(A)  First of the month. So much to do. What to do first? Couldn’t resist the temptation to see how the cuttings taken on 1st May have got on. Well pleased. This is a Fire Dance, normally a difficult one to take. The root systems on all the other cuttings are similar which gives confidence of some good sized tubers. The downside is that I lost about 25% of my basal cuttings which is rather unusual. The cuttings are now potted on to 3½" pots, using multi purpose compost and placed under the staging for a few weeks until space is available in the lean to at the back of the main greenhouse. 
(B) 
The main objective now is to make space in the greenhouse. Half baskets are planted up and I plan to move on gradually over the next couple of weeks to the troughs and tubs. Eight hanging baskets have been planted, four less than last year. The varieties are Sutherlandii, Fire Dance, Flamboyant, Champagne, Espresso Apple Blossom, Roy Mackey, Pin-up Flame and some Antonelli seedlings. Particularly interested in how the later turn out as they had a very rough journey to get to me. It was a wonder that any survived. The baskets are then hung throughout the garden so take their chance with all that Mother Nature throws at them. 
(C) 
I have six pedestal baskets that I find are excellent as you can move them around the garden to suit conditions and brighten up any dull areas in the garden that may occur. Again, I use multi purpose compost with a plastic pipe in the centre to allow water to penetrate to the bottom of the baskets. Also, below the liner I place a pot saucer filled with hydroponic clay pebbles that helps retain the moisture after watering. Varieties are, Isabella, Lou-Ann, Ophelia, Odorata and two baskets semperfloren as a change. 
(D)  Now to the back of the house, which is the focal point of the garden display. Here it is in its infancy. The three half baskets are Fire Dance (first year cutting tubers), the window trough consists of Dainty Dancer and Boliviensis Firestorm and the ground troughs will contain a mixed selection of Solenia. Some of these varieties are new to me. 


E

F

G

H

(E)  The second week of June saw the Rose and Sweet Pea Show, organised jointly by Nailsea and Highbridge Horticultural Societies at the Garden World venue just down the M.5 at Highbridge. I knew Lakin Earl was putting in a begonia, Helena, and I went down on Sunday to have a look. What a worthwhile journey. The tuber, started off in Lakin’s airing cupboard in mid January was magnificent for such an early bloom. It took all the attention from the roses and sweet peas and it was no surprise that it won best exhibit in show. Additionally, Lakin’s Little Brother Montgomery was best foliage plant and he was even more pleased when his cauliflower was judged best vegetable. It gives encouragement to us lesser mortals for the main begonia season to come. Well done. Lakin. 
(F)
  My style of growing is single stem, leaving one or at most two side shoots, providing they are towards the top of the stem. This allows me to grow more plants than multi stem. This is Westlawn Tango and you will note that the second batch of Amblyseius has been introduced. The method I use is what I call the “Brian Simmons method”. This is placing the pots in saucers and watering from the bottom. It may be not for the purists but it keeps it simple and Brian hasn’t done so badly over the years. You know that the plants get the water they require and what’s more they are easier to move around. I am aware of a number of other growers that now use this method. At the end of the day, it is what suits you and your facilities. I grow in 2 and 3 litre pots and for the first time 4 litre for the largest of tubers. Last year I used traditional Sankey pots but found they toppled over due to the smaller pot base than the normal black pots. I have reverted back this year.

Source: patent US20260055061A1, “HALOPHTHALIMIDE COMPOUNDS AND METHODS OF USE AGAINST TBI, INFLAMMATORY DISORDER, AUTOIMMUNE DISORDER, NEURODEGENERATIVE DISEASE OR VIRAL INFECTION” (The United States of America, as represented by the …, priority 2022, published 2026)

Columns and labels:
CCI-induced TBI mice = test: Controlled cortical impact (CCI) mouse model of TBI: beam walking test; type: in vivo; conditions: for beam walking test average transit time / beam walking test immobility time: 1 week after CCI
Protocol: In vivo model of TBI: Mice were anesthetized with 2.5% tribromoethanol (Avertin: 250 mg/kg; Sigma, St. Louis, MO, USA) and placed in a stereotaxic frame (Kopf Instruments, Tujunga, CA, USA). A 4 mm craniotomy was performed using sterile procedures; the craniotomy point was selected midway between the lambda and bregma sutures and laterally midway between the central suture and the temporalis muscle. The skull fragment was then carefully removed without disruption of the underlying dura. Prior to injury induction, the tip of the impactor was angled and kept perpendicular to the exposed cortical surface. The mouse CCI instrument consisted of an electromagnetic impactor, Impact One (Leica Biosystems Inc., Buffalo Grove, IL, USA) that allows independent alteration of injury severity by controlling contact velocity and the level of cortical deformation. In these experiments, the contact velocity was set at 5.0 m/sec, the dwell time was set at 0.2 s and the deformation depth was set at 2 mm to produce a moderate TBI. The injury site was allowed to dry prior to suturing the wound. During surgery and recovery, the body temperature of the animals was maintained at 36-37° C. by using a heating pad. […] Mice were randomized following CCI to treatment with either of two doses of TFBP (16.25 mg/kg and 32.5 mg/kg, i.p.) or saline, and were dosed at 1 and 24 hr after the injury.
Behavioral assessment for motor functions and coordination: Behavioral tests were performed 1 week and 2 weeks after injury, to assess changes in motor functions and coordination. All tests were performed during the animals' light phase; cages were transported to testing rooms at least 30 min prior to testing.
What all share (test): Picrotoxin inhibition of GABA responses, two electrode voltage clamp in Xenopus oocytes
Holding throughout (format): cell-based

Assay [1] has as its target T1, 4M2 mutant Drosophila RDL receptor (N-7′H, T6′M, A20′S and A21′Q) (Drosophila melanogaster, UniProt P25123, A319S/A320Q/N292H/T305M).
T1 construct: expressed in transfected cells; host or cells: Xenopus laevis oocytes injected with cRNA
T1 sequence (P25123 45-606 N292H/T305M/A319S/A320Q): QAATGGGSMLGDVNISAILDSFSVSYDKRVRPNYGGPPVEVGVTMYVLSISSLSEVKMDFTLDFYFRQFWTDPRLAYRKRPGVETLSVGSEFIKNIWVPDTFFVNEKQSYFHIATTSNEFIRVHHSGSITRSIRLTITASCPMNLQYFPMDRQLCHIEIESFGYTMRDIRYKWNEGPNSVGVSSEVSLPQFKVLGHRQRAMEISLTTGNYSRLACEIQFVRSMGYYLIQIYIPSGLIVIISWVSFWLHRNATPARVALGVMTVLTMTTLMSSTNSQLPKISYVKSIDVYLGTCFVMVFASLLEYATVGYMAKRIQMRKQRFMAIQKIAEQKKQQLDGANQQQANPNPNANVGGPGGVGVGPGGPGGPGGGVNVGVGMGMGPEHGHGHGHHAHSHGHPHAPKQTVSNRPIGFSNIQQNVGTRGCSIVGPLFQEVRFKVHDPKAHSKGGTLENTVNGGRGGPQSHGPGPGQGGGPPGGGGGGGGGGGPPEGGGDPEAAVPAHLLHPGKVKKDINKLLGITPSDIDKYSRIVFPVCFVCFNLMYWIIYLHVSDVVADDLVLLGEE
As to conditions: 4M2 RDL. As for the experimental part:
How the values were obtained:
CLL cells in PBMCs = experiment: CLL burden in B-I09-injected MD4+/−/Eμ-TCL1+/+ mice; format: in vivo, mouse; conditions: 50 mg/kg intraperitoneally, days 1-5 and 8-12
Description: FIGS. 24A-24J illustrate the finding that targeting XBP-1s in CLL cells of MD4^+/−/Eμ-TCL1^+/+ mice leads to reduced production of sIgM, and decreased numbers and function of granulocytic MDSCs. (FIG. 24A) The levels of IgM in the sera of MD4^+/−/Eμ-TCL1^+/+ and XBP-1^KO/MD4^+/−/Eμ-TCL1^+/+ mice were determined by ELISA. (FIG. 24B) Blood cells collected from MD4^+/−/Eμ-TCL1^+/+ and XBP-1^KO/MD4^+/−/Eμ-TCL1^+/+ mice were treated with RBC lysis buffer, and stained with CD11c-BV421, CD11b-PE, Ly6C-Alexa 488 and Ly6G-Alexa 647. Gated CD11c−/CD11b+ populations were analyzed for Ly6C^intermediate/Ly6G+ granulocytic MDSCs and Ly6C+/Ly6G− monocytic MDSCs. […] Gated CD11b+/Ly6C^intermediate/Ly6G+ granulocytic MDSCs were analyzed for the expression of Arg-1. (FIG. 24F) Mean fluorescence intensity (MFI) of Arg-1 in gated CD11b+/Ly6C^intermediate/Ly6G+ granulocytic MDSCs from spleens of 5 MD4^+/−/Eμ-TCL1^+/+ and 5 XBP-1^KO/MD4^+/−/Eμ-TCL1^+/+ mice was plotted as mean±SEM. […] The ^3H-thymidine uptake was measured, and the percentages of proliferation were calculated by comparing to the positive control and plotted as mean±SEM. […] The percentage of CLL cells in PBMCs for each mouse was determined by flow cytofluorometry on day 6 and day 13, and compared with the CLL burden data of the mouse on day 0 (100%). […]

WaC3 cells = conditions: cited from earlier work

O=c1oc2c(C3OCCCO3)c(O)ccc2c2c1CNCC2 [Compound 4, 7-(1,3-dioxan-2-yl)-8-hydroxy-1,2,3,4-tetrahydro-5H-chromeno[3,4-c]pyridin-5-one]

(G) 
The cutting tubers are coming along “very nicely”. I have now taken two trays of stem cutting, so there must be a further seventy or so cuttings in the pipe line. These are in the cat litter trays, again using coir as the medium, covered with fleece, shown towards the rear. The propagator has been dispensed with as no heat is required from say, mid June. I must be very selective from now on otherwise I will be overrun again. I usually, and possibly this is tempting fate, have better success with stem than basal cuttings. 
(H) 
The final weekend of the month saw a mass redistribution of plants. Fourteen have gone down the road to No. 25. A further dozen to friends around Nailsea in the hope that they will join the NBS and the balance of some twenty to Tony Willoughby. This has reduced the number from over 100 to a manageable 42, with a few spares round the back. This will no doubt be reduced further depending on the success or otherwise. 

   It has been a very hectic and at the same time satisfying month. Things generally look good and all the plants require is some TLC. Bit concerned about the four Fred Martins, one of my favourites, that I am growing. Three seem to have grown blind and one purported to be FM, looks more like a Fire Dance, grown on a single stem. Be interesting to see what it turns out to be. Finally all begonias both inside and outside, including the new cutting tubers, have been treated with Provado Vine Weevil Killer² and the outside plants will get another dose towards the end of August.  

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January & February          March          April & May
August & September          October & November          December

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OTHER PAGES BY BASIL BILLINGER
Begonias at the Rose & Sweet Pea Show
A Spring Visit to the South West Area Representative's Greenhouses          Garden Begonias
Begonia trail through the Mendips          October Begonias
A Spring Visit to B&L 2007          B&L March 2008          B&L May 2008          B&L Chelsea Preview May 2009